"Successfully securing a bridging loan for a client [...] requires the broker to have a well-defined strategy"
So, what steps can you take to create more certainty in securing a bridging loan? Include information on working with your BDM in advance of submitting an application.
Successfully securing a bridging loan for a client, especially in the current climate where loans are becoming increasingly challenging to obtain, requires the broker to have a well-defined strategy. A major component of this is the relationship between the broker and the lender’s business development manager (BDM).
As with all types of finance at the present time, bridging lenders are more conservative with applications than they were two years ago, before inflation and the cost-of-living crisis took a firm hold on the economy.
This doesn’t mean that loans are impossible to obtain – far from it, but I do believe that establishing a robust relationship with the BDM is paramount for the broker: when they fully engage with their BDM before submitting an application, it saves both time and possible setbacks. No client wants to undergo a more rigorous application process, invest time and resources, only to later discover that the loan was unattainable from the start. This scenario can be avoided if the broker does their due diligence and communicates effectively with their BDM from the outset.
The BDM can be the bridge between the broker and the underwriting department, ensuring smooth communication and relaying any additional information requirements. To streamline the process and ensure a speedy and positive decision, the broker must be transparent - lenders require comprehensive information to make an informed decision. When the right details are presented at the outset, it helps underwriters in assessing the loan's viability. There's no benefit to be found in simplifying details or withholding case specifics. In fact, any attempt to do so might derail the application entirely. Instead, addressing any lender queries head-on is the way forward. This proactive approach not only accelerates the decision-making process but also makes the decision more likely to be favourable.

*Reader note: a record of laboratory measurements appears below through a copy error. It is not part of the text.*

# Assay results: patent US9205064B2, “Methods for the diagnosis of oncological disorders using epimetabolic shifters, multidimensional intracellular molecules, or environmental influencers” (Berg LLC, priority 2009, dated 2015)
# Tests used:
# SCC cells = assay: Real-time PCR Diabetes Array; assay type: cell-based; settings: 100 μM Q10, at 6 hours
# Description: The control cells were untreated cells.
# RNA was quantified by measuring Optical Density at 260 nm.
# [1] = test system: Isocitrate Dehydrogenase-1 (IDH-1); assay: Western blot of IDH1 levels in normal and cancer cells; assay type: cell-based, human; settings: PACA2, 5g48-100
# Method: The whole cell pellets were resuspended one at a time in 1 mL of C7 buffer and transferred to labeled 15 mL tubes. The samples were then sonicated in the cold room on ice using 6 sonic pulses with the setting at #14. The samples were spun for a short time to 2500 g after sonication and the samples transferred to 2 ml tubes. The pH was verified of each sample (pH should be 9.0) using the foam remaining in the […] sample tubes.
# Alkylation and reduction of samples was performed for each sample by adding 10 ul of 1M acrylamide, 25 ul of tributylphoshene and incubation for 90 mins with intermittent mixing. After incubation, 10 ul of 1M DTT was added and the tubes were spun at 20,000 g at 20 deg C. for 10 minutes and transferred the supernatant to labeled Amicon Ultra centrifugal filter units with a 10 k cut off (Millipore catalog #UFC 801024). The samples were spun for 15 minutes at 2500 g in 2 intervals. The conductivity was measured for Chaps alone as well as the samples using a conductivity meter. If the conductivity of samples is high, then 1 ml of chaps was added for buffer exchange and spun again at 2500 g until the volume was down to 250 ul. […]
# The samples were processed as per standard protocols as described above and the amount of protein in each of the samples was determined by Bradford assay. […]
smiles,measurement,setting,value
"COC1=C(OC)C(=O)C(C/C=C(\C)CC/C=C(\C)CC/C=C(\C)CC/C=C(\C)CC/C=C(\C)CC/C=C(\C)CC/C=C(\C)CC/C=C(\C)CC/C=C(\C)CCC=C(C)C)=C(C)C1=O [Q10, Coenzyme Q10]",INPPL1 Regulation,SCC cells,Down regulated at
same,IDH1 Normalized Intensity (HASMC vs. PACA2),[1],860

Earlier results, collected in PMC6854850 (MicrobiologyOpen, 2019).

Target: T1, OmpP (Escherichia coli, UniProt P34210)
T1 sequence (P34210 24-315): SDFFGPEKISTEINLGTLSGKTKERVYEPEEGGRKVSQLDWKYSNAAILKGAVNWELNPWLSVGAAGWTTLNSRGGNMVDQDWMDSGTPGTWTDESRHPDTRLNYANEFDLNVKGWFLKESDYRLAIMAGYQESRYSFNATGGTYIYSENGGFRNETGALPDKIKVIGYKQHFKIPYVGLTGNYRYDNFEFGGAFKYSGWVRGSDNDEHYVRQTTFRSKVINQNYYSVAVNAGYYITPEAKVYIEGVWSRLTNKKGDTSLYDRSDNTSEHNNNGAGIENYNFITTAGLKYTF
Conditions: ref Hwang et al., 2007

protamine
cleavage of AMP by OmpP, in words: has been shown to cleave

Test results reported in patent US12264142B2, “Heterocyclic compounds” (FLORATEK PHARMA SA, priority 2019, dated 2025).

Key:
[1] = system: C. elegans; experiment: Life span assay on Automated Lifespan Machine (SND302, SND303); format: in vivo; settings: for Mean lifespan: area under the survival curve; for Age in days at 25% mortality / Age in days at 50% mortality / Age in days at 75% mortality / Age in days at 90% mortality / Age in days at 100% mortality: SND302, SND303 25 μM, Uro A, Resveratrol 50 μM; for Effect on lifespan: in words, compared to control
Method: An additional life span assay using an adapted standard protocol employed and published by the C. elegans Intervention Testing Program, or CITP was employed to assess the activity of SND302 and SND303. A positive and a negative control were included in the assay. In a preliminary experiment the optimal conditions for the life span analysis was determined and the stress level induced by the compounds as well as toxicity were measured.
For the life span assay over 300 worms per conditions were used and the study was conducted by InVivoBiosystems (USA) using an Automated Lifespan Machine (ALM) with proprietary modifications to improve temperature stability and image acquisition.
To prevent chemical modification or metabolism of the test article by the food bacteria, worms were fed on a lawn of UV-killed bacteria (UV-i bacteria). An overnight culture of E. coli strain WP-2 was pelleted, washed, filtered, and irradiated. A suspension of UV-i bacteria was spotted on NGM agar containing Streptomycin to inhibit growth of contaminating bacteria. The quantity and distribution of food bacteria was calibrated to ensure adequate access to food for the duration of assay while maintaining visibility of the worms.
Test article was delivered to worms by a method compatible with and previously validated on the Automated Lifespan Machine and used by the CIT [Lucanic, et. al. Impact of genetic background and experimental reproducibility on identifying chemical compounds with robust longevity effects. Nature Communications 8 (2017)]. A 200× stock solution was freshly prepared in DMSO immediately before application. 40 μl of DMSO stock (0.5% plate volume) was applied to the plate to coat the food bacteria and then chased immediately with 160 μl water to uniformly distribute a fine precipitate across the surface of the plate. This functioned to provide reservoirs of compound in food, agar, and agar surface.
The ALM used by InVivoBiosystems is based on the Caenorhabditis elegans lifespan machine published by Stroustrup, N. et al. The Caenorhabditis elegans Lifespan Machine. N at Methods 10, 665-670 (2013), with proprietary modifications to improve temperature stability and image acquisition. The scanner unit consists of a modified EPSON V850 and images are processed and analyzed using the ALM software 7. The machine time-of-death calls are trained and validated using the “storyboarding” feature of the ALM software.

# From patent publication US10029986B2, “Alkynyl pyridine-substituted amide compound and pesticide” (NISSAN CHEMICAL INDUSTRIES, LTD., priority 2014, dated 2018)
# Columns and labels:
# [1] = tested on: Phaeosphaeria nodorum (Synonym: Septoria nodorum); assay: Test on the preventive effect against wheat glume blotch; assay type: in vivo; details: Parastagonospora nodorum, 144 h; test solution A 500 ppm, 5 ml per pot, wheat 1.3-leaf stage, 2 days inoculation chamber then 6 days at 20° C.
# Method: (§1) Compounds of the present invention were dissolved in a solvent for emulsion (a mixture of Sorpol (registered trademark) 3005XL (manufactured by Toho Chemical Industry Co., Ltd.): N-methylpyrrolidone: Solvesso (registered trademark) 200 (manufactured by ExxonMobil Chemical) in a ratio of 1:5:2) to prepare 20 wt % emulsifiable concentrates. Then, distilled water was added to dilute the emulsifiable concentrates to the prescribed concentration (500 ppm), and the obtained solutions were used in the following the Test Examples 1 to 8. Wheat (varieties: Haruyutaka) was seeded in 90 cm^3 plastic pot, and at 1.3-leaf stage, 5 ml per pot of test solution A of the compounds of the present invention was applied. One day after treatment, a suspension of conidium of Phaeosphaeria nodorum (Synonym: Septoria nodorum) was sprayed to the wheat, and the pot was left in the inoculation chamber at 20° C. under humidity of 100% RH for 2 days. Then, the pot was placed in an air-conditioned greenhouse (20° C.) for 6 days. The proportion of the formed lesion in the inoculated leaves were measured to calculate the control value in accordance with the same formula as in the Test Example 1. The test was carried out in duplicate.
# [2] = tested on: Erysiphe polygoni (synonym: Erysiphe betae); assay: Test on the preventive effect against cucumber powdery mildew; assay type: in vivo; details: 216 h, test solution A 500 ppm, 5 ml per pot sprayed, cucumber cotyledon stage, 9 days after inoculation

Lenders might seek further information or clarifications about the application. For example, they might require more in-depth data on the borrower's personal circumstances or the specifics of the property in question. The broker, alongside the client, must ensure that any such queries are addressed promptly and comprehensively. Delays in this regard will more than likely ground the lender's evaluation process to a halt, so keep the BDM in the loop.
Central to any bridging loan application is the exit strategy. Lenders want an assurance of the borrower's commitment to their exit plan. This could range from remortgaging to the sale of a property. The broker plays a pivotal role in ensuring the borrower's exit strategy is both well-defined and feasible. Considering the unpredictability of today's market, having a secondary exit strategy (or a Plan B) can instil further confidence in the lender. By anticipating potential market changes and reacting accordingly, borrowers will be potentially reassuring the lender that they are prepared for the unexpected and realistic about the market.
This is a good example of why the relationship between the broker and the BDM should extend beyond just securing the funding. For instance, if a client's development nears completion, the broker should be discussing the exit strategy's feasibility with the client and informing the BDM. This proactive communication can help pre-empt any potential challenges and ensure that all parties are aligned in their strategies and expectations.
While the landscape for securing bridging loans might be shifting, with careful planning, a transparent approach to the application process and a strong broker-BDM relationship, the path can be made smoother and more predictable. As a consequence, clients will be more grateful than ever for a ‘yes’ from a bridging lender.